Microsoft has diversified over the last decade into enterprise software and services, but Office and Windows, including upgrades, are still cash cows.  Enterprises don’t pay list price for OS upgrades or Office, but based on MS’s profit margins, there is still a lot of “room” to work.  And it’s that “room” that Apple intends to pierce based on today’s announcements.  Consider for a minute what the MS world would look like to Microsoft’s customers and partners with the expectation of free OS upgrades and free Office.  Apple is essentially commoditizing OS upgrades and productivity software.  The PC software industry has already has been impacted by the mobile world and I don’t see this stopping anytime soon.  In fact, Apple’s announcement exasperates the issue.  PC software and services like Windows upgrades and Office will continue to look more expensive year after year.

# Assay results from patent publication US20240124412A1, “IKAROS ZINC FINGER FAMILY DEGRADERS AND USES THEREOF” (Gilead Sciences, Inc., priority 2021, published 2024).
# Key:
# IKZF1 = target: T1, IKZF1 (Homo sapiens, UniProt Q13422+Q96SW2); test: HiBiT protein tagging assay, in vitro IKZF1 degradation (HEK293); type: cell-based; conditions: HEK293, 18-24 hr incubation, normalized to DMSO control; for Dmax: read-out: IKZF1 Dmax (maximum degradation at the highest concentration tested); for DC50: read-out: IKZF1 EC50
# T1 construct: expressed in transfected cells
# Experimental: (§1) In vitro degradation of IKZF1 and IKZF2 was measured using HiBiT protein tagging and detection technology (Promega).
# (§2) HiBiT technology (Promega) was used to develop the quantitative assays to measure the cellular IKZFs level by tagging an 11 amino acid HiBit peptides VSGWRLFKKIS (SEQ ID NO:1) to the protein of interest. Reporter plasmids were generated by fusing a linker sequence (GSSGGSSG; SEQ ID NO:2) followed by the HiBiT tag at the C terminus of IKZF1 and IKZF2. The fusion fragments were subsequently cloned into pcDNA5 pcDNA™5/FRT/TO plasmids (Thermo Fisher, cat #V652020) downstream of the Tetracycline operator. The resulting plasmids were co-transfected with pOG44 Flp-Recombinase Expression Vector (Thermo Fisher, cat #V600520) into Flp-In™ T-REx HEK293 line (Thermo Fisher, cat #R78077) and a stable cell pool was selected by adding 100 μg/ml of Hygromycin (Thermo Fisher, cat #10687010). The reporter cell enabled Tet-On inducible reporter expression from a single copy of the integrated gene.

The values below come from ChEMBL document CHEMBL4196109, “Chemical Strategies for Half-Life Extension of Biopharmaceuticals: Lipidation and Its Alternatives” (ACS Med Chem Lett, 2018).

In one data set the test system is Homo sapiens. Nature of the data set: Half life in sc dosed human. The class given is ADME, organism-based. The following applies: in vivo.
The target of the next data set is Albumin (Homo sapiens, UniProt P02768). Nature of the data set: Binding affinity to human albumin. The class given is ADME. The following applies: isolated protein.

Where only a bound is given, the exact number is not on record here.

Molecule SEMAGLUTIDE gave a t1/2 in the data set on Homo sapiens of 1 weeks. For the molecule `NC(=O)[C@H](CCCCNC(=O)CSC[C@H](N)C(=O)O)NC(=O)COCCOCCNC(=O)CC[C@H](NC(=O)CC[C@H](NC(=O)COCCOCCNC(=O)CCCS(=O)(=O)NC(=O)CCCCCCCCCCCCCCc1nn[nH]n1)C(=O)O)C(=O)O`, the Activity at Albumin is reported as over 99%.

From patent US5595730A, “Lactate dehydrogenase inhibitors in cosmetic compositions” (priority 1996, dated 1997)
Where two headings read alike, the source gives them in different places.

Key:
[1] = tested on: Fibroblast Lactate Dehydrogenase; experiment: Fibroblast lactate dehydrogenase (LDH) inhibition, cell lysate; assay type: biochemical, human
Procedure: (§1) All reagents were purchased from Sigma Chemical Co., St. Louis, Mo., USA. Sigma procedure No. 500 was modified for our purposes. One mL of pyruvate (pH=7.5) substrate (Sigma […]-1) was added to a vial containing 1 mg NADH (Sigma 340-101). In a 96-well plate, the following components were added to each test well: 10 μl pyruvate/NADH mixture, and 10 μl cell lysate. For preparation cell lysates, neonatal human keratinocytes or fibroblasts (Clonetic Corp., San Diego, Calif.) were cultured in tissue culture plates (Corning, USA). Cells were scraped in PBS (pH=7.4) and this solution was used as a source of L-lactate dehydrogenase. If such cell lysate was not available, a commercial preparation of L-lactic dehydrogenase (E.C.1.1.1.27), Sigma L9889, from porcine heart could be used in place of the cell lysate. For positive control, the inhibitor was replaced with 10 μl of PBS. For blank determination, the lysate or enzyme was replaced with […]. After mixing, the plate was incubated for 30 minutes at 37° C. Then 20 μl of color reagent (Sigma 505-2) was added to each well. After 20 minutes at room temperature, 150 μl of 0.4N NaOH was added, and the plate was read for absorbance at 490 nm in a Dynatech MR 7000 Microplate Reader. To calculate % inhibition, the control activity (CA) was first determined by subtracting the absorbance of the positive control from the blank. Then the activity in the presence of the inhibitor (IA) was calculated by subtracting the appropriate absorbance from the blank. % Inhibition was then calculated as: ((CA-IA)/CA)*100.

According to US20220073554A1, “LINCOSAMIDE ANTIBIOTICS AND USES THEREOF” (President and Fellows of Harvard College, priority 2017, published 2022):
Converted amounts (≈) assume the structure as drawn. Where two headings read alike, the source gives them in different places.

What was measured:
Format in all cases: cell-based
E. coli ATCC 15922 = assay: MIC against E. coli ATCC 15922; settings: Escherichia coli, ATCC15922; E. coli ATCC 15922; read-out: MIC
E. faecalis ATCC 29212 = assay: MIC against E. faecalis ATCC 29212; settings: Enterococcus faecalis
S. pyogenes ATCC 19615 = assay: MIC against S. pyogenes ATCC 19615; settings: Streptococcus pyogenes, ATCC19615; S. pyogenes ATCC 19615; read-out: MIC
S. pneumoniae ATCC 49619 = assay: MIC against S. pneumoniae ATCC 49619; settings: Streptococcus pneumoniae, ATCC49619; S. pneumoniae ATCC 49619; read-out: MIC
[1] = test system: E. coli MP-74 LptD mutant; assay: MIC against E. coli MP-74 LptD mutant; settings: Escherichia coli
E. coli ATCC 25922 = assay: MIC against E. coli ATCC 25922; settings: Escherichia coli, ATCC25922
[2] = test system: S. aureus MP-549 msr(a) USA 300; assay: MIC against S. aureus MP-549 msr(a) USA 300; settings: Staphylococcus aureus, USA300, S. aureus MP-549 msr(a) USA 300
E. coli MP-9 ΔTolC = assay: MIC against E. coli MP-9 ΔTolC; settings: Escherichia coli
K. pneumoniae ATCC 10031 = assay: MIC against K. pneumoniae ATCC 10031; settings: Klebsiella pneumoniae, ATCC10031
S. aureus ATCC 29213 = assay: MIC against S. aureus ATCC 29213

So what does this mean to MS’s partners?

MS OEMs like Dell, HP, and Lenovo now must consider the entire value proposition with PCs with Windows and MS Office.  Consider that OEMs do drive revenue selling Office. Just look at how hard they pressure sell you in on-line configurators.  OEMs recognize that Office is the business standard, but how do you deal with a “free” cloud and client offering from a credible brand like Apple over the long haul?

Free MS Office productivity alternatives to Office have been available for 20 years, but this time, it’s different now.   PC software that costs a lot of money looks odd when compared to low cost mobile and freemium models.  As I said before, over time, I believe buyers will be less likely to pay as much as they do today for PC software, look more closely at the alternatives.  This creates a big challenge for Microsoft.